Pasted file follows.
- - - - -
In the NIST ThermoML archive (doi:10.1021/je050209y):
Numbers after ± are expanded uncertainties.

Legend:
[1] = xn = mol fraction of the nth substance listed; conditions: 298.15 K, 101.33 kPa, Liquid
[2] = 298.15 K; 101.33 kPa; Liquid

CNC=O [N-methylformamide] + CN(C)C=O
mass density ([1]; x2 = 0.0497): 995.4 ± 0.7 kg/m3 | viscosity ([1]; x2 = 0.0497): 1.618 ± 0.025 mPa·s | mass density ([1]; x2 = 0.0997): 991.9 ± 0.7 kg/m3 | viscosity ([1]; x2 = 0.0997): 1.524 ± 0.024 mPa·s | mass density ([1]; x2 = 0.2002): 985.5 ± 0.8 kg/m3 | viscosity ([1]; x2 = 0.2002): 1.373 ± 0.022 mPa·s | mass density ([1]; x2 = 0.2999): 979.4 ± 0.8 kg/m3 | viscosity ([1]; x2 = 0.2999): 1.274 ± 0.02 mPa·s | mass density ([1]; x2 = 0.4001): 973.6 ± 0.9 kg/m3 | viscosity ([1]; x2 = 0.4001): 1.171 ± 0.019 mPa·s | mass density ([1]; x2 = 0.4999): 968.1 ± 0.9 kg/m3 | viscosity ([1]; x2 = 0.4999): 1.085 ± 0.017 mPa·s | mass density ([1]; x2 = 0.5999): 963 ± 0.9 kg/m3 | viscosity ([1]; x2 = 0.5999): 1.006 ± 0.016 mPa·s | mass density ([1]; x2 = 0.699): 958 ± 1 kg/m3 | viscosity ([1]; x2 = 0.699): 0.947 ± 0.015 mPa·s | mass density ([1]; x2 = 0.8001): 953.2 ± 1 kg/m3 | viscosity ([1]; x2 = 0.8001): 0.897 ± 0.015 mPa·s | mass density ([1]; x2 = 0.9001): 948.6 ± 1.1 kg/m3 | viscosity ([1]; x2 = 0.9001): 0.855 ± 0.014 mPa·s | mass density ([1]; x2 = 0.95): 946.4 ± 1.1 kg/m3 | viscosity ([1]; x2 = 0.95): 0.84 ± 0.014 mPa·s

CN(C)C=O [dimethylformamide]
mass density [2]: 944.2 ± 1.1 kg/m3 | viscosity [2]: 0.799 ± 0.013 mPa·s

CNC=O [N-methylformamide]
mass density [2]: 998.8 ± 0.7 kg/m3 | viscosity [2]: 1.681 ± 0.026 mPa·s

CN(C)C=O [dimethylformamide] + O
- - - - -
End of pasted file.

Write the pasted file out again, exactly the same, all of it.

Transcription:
In the NIST ThermoML archive (doi:10.1021/je050209y):
Numbers after ± are expanded uncertainties.

Legend:
[1] = xn = mol fraction of the nth substance listed; conditions: 298.15 K, 101.33 kPa, Liquid
[2] = 298.15 K; 101.33 kPa; Liquid

CNC=O [N-methylformamide] + CN(C)C=O
mass density ([1]; x2 = 0.0497): 995.4 ± 0.7 kg/m3 | viscosity ([1]; x2 = 0.0497): 1.618 ± 0.025 mPa·s | mass density ([1]; x2 = 0.0997): 991.9 ± 0.7 kg/m3 | viscosity ([1]; x2 = 0.0997): 1.524 ± 0.024 mPa·s | mass density ([1]; x2 = 0.2002): 985.5 ± 0.8 kg/m3 | viscosity ([1]; x2 = 0.2002): 1.373 ± 0.022 mPa·s | mass density ([1]; x2 = 0.2999): 979.4 ± 0.8 kg/m3 | viscosity ([1]; x2 = 0.2999): 1.274 ± 0.02 mPa·s | mass density ([1]; x2 = 0.4001): 973.6 ± 0.9 kg/m3 | viscosity ([1]; x2 = 0.4001): 1.171 ± 0.019 mPa·s | mass density ([1]; x2 = 0.4999): 968.1 ± 0.9 kg/m3 | viscosity ([1]; x2 = 0.4999): 1.085 ± 0.017 mPa·s | mass density ([1]; x2 = 0.5999): 963 ± 0.9 kg/m3 | viscosity ([1]; x2 = 0.5999): 1.006 ± 0.016 mPa·s | mass density ([1]; x2 = 0.699): 958 ± 1 kg/m3 | viscosity ([1]; x2 = 0.699): 0.947 ± 0.015 mPa·s | mass density ([1]; x2 = 0.8001): 953.2 ± 1 kg/m3 | viscosity ([1]; x2 = 0.8001): 0.897 ± 0.015 mPa·s | mass density ([1]; x2 = 0.9001): 948.6 ± 1.1 kg/m3 | viscosity ([1]; x2 = 0.9001): 0.855 ± 0.014 mPa·s | mass density ([1]; x2 = 0.95): 946.4 ± 1.1 kg/m3 | viscosity ([1]; x2 = 0.95): 0.84 ± 0.014 mPa·s

CN(C)C=O [dimethylformamide]
mass density [2]: 944.2 ± 1.1 kg/m3 | viscosity [2]: 0.799 ± 0.013 mPa·s

CNC=O [N-methylformamide]
mass density [2]: 998.8 ± 0.7 kg/m3 | viscosity [2]: 1.681 ± 0.026 mPa·s

CN(C)C=O [dimethylformamide] + O